Stafford had his regular early workout at the team's practice facility in Allen Park. No sweat there. Well, a little sweat.
"That why I'm still sweating," Stafford said later, referring to his workout. "I just ran this morning. Actually, I'm going to play a little bit of golf. I just ran on the treadmill."
After the workout was a meeting upstairs to with Lions President Tom Lewand and other members of the front office before Stafford put his signature on a contract extension.
After that was an informal session with the media that lasted about eight minutes. And then Stafford was off to participate in a golf outing.
All of it happened before 10 a.m.
Just another day in the life of a young quarterback with a golden arm.
The only difference was signing the extension that adds three years to the original deal Stafford signed as a rookie in 2009. The new deal has a gross value of $76.5 million, with $41.5 million guaranteed.
Stafford is well aware of the attention sparked by the extension. Based on contracts signed this year by other quarterbacks – Joe Flacco, Tony Romo and Aaron Rodgers to name three – Stafford got a market-value payoff, but the per-year average of $15.3 million of Stafford's deal is far from setting the market.
Rodgers rightfully has the most guaranteed money at $54 million, with an average of $18.7 million. Flacco's deal has the highest average at $20 million, but only $29 million is guaranteed.
Stafford's contract backs up comments he has made since early in the offseason that being the highest paid player was not his primary interest.
He never gave serious thought to playing out the final two years of his contract in the hopes of gaining more negotiating leverage, as Flacco did successfully last season when he led the Ravens to the Super Bowl championship.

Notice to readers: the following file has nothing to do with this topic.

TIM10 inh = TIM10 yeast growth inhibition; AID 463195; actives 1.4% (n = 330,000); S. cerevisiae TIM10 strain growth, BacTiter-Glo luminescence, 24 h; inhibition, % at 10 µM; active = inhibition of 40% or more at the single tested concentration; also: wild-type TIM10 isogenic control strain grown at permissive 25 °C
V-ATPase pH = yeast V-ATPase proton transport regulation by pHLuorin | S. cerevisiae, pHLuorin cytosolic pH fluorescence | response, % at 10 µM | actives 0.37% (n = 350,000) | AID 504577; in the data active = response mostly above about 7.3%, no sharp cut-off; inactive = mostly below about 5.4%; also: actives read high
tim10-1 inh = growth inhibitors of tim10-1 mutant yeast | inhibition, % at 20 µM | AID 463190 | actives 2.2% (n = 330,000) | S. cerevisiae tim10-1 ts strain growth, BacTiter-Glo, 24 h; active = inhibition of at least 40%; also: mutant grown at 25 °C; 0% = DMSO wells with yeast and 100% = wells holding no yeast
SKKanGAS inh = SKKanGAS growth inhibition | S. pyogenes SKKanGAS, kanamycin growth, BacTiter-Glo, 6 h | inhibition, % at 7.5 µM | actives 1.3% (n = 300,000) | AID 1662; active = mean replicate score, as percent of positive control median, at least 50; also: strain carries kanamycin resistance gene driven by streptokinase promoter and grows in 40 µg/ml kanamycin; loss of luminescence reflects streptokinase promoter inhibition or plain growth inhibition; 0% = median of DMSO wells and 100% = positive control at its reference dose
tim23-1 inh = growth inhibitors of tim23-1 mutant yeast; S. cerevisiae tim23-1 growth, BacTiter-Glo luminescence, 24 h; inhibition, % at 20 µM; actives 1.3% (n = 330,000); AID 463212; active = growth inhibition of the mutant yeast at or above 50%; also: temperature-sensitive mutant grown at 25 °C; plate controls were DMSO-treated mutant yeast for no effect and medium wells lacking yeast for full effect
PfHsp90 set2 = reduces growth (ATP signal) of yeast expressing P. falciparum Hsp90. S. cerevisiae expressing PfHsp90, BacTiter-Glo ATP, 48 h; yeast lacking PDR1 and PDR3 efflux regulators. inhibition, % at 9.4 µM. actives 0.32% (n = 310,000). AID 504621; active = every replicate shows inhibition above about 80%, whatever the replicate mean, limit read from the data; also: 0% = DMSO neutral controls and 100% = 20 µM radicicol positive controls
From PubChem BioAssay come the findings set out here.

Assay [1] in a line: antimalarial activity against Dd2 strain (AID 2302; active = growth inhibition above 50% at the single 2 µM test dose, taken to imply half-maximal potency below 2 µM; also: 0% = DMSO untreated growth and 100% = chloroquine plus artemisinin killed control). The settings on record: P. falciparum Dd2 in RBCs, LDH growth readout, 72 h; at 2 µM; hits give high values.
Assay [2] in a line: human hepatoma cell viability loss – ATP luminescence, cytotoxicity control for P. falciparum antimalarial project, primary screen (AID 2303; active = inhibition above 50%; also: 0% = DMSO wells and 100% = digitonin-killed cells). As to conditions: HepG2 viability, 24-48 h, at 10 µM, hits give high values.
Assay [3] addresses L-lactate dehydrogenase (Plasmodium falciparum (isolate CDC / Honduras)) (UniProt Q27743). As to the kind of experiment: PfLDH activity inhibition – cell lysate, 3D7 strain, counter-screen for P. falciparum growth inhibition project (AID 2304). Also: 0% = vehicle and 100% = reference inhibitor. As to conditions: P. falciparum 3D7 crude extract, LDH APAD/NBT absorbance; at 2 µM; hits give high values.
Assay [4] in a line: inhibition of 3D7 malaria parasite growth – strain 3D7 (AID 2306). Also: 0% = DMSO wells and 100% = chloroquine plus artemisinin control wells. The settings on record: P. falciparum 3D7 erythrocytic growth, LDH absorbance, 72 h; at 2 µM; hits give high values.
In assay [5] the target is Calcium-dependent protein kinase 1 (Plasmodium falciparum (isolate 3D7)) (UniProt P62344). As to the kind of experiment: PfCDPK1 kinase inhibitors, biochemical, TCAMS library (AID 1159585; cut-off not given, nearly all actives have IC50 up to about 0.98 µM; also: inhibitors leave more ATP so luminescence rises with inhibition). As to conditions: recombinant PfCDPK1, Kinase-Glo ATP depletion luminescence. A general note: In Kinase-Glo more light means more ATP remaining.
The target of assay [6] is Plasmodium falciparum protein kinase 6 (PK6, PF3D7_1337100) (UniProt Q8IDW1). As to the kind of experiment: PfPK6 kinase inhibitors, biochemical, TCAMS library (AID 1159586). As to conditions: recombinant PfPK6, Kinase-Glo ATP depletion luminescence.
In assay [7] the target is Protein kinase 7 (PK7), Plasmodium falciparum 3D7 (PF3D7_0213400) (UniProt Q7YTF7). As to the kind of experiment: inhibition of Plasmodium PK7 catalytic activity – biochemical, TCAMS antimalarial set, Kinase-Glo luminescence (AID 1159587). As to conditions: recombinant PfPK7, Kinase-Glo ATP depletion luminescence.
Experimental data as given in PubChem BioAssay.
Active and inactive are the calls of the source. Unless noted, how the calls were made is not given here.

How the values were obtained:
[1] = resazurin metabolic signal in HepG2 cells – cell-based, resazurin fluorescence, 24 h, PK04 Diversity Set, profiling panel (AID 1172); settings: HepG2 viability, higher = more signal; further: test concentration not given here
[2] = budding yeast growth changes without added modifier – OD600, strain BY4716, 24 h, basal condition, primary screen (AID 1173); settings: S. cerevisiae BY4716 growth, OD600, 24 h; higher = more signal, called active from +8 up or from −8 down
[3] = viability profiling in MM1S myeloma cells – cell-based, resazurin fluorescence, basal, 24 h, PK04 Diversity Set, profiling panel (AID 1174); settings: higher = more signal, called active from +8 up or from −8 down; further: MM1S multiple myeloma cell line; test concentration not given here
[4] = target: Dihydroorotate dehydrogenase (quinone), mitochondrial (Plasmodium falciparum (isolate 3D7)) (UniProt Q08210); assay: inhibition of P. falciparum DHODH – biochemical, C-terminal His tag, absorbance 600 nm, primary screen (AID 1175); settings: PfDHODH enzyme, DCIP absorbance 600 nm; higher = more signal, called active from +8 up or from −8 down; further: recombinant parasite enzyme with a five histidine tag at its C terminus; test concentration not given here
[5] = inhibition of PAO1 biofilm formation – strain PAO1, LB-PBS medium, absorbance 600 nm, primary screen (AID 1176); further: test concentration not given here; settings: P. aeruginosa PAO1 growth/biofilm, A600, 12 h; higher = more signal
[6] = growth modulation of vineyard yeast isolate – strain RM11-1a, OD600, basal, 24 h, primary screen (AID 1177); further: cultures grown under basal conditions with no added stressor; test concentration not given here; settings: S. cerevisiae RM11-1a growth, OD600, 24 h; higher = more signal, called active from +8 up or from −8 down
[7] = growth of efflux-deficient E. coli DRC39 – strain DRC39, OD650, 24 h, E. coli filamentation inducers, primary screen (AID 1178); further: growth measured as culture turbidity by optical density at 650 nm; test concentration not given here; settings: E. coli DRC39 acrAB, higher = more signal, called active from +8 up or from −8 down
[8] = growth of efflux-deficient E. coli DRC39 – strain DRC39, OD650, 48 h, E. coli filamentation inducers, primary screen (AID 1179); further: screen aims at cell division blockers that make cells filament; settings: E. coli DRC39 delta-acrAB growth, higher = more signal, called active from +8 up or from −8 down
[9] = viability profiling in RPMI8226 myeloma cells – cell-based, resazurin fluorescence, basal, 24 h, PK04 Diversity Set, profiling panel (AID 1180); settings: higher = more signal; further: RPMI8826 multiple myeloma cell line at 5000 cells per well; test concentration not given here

"There were people out there that wanted me to do that, and I thought about it," Stafford said Wednesday morning. "I wanted to do what was right for the club, what was right for me.
"Like I said months ago when you guys didn't believe me, I'm not out to sign mega-contracts. I'm in it to win games. I'm happy to be here, and I'm happy to do what I can to help this club and get as many players around me as I can.
"I want to be about the team. I want to help the team out if I can, with cap space. Whatever it is. I want good p around me. As a quarterback, it doesn't hurt to have weapons. If I can help out any way I can, I'm happy to do it."
Even though he's only 25, Stafford has ascended steadily in four years as a key veteran. Since the end of last season, such veterans as Kyle Vanden Bosch, Jeff Backus, Stephen Peterman and Jason Hanson have been released or retired.
As veterans depart, more eyes focus on a familiar face, and Stafford has risen to the top of that list.
"It's a natural progression," Stafford said earlier. "Even last year we had Kyle Vanden Bosch and Jeff Backus and guys who'd been around 10, 12, 13 years – whatever it is. I respected everything about them.
"Some of those guys are gone. In that way, it was a natural progression to move to the next guy. At the same time, the quarterback has to be the leader of the team."
The contract extension that will keep Stafford with the Lions through at least the 2017 season elevates his leadership position.
"I've spent the last four years making this locker room mine," he said. "I think this helps solidify that. I think the guys in there understand that and know that. It's obviously a great gesture by the club to understand that and to back me."